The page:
I grew up in a small town in the north. During my school years, I met a lady who was cabin crew for British Airways. I remember listening to her talk about all the different aspects of the airline industry. It included the operational aspects and how you deal with unexpected events like delays, as well as managing customers. Soon after graduating university in Nottingham, I joined an airline as a junior cabin crew member, and the rest is history. I became a union representative, so interacted directly with the Management team, which helped me understand how decisions are made early on in my career. Over time I developed my understanding of ground operations, customer service and the commercial environment, plus flight operations. This breadth of experience leading different team and the various aspects of running an airline has been invaluable, especially during the pandemic.
The pandemic has been unprecedented as there is no booklet/procedure to tell you how to handle a crisis of this scale over such a sustained period of time. We’ve had to feel our way through as there have been many twists and turns along the way. We’ve had our fleet grounded for months, which is indescribable and something I never thought I would see in my career. The impact on people has been unmatched; pilots and cabin crew haven’t been able to fly for the first time ever. It’s therefore been incredibly important that I spent time with the team, to keep staff motivated, engaged and updated. . We’ve kept up engagement with regular webinars for honest and regular communication and by getting staff involved in volunteering opportunities, for example at Nightingale hospitals and administering vaccines. Another significant moment I am proud of is the repatriation of 45,000 customers across 60 countries in the first month of the pandemic. It is important to give clear directions in a crisis, as every employee looks at the management for direction. The leadership responsibility on leaders is immense.
In my first few months of becoming the Managing Director for TUI Airways we had the Boeing 737 MAX aircraft grounded globally and TUI Airways are the only UK registered airline with the MAX aircraft, the implications of Brexit and the collapse of Thomas Cook, who we used as an airline partner for our customers. We then had to put in place growth of the business due to the unfortunate demise of Thomas Cook, prior to the impact of Covid-19.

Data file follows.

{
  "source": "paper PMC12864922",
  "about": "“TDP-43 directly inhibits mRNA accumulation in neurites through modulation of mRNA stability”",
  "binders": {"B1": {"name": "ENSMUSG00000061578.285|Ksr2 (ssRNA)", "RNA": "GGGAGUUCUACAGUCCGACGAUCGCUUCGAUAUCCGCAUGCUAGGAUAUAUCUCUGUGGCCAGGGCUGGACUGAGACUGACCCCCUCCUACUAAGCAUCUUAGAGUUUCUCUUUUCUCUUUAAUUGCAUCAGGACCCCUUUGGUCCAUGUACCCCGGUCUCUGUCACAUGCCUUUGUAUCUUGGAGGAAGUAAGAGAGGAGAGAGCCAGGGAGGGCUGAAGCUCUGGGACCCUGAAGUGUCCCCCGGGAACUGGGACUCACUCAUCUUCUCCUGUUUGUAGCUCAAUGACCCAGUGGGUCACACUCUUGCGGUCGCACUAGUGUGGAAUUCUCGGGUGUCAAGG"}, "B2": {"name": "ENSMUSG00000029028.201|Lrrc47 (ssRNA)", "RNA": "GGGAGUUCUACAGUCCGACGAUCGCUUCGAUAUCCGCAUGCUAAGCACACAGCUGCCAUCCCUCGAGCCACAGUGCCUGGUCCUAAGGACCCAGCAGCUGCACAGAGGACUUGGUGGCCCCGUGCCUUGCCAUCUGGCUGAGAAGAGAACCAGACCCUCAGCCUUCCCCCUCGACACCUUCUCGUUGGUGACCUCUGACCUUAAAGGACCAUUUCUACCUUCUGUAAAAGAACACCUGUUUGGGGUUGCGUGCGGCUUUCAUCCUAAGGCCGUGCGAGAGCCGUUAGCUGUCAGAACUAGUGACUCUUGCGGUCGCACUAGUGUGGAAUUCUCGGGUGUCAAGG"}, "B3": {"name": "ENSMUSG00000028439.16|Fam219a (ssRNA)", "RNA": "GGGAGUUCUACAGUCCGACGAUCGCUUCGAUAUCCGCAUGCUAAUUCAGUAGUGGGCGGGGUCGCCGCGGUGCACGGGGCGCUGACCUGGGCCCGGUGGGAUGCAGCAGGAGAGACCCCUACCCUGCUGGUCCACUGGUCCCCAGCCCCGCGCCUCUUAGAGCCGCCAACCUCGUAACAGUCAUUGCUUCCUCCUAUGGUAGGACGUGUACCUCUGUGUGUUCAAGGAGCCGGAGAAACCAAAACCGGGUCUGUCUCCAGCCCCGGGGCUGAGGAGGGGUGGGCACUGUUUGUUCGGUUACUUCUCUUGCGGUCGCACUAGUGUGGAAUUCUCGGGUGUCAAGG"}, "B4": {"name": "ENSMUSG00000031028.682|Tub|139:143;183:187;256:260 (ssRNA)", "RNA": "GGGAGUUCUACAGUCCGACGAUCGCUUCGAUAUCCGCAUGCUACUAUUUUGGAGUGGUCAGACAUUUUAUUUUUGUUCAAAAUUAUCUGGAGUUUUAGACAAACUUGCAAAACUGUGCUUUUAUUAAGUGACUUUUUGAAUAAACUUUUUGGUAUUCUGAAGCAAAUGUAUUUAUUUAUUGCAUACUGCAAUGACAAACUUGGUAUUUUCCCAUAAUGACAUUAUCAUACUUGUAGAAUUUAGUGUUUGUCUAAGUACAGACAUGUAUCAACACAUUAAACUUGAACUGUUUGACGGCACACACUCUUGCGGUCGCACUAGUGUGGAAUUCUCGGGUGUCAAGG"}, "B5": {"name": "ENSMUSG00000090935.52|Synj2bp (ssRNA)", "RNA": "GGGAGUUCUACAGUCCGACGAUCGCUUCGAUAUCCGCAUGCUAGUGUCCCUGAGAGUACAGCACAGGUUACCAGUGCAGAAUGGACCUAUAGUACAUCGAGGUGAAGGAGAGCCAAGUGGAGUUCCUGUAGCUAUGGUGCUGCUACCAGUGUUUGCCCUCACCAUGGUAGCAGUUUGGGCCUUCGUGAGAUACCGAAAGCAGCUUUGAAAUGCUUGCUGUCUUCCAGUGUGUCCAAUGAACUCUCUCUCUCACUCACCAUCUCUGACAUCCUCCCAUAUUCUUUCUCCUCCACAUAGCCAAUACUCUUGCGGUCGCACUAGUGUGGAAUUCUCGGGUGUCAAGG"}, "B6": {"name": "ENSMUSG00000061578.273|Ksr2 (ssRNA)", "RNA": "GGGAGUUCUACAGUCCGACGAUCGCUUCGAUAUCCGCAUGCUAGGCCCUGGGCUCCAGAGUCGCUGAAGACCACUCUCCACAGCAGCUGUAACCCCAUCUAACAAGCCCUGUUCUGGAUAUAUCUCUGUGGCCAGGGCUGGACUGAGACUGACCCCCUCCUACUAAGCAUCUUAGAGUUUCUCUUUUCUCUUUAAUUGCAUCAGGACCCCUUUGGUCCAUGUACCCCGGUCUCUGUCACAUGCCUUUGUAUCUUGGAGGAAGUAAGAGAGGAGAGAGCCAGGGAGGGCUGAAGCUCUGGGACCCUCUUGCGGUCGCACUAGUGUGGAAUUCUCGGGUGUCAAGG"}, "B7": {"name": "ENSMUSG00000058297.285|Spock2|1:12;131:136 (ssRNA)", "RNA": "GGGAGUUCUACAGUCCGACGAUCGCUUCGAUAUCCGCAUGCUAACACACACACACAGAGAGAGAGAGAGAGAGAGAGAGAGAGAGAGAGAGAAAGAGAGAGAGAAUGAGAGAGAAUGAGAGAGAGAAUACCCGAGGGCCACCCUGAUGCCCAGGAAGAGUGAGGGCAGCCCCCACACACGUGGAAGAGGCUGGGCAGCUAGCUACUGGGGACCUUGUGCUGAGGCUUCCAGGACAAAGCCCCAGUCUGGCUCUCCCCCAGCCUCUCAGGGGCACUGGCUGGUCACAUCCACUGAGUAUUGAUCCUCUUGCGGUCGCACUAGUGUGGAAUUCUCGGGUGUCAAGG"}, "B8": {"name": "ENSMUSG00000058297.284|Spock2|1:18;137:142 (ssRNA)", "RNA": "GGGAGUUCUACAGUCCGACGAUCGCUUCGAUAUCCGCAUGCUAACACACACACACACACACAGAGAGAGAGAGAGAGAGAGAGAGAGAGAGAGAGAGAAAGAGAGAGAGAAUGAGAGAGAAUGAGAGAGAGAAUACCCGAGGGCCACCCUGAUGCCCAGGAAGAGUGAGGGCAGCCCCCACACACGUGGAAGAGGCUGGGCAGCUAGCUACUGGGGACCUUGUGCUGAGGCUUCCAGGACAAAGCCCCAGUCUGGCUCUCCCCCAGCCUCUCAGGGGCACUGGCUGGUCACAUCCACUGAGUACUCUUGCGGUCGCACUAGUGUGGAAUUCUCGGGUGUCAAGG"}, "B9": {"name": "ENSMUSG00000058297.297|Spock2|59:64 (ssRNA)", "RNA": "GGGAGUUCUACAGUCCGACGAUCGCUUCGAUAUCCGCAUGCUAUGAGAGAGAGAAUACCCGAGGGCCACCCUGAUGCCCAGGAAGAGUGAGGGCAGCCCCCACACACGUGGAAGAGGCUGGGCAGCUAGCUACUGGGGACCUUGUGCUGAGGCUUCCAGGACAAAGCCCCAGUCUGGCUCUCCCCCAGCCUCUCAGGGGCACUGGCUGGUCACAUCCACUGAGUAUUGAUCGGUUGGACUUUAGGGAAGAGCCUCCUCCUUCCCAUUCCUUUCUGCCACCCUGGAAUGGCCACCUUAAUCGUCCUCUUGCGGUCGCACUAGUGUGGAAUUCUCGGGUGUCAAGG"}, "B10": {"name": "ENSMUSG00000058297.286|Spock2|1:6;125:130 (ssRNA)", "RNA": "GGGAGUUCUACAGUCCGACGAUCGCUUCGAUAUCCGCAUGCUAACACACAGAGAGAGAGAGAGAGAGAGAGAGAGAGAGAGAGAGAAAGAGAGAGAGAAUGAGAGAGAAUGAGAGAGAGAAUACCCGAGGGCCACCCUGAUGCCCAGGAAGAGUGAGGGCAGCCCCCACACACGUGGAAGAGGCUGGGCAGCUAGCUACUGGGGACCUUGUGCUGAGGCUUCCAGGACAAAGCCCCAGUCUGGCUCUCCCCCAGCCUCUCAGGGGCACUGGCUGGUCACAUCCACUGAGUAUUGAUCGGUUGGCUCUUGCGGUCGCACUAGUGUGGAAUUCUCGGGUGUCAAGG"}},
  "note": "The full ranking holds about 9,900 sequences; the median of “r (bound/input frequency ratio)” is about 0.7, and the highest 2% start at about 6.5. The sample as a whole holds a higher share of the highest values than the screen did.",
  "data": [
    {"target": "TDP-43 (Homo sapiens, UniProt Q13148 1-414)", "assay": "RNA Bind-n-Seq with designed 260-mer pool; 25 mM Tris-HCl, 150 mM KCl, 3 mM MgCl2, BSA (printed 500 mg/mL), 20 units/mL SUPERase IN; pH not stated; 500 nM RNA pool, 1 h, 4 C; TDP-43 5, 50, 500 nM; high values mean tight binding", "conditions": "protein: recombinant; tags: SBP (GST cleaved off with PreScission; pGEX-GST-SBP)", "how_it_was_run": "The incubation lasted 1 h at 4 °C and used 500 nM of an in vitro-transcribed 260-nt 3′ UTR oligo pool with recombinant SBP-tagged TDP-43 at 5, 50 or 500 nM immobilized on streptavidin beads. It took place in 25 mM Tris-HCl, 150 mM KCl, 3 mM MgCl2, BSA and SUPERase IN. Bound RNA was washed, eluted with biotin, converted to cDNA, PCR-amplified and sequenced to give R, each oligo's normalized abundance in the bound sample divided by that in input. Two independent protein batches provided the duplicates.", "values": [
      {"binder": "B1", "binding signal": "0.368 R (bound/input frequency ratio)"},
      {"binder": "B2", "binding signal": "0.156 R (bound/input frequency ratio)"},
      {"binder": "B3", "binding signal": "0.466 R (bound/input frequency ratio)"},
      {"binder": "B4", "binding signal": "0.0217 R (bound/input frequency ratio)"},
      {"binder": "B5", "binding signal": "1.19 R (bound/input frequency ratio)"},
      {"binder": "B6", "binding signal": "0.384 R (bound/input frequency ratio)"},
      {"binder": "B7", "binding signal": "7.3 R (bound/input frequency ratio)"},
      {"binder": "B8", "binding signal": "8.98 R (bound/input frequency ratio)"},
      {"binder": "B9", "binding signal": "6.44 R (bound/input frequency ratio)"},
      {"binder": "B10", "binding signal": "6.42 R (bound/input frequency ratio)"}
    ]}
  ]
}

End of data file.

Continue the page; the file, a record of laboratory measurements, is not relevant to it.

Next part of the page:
4. How has the industry fared in managing the challenges posed by the pandemic and where will the industry be in the next five years?
It’s no doubt been a challenging time for everyone in the travel industry. The next years will be a defining moment for aviation as every business will be carrying a huge amount of debt and that will limit how we all invest and grow. The industry is likely to shrink in the next five years. Our customers will not have as much disposable income and the consumer demand for holidays will change, although we know that many of our customers are still looking forward to a well-deserved holiday. As people are becoming more aware of health and safety, ensuring strict standards are in place on aircraft will be more important than ever. I believe the pace of digitalisation will be accelerated, driven partly by the need for efficiencies and giving customers value propositions. We expect a lot more content to be provided through digital means, such as interaction with customers when they want it. There may likely be new players that emerge in the leisure market to substitute for the likely reduction in business travel. There will also be a lot more focus on sustainability. and ensuring we take our responsibility seriously around sustainable tourism.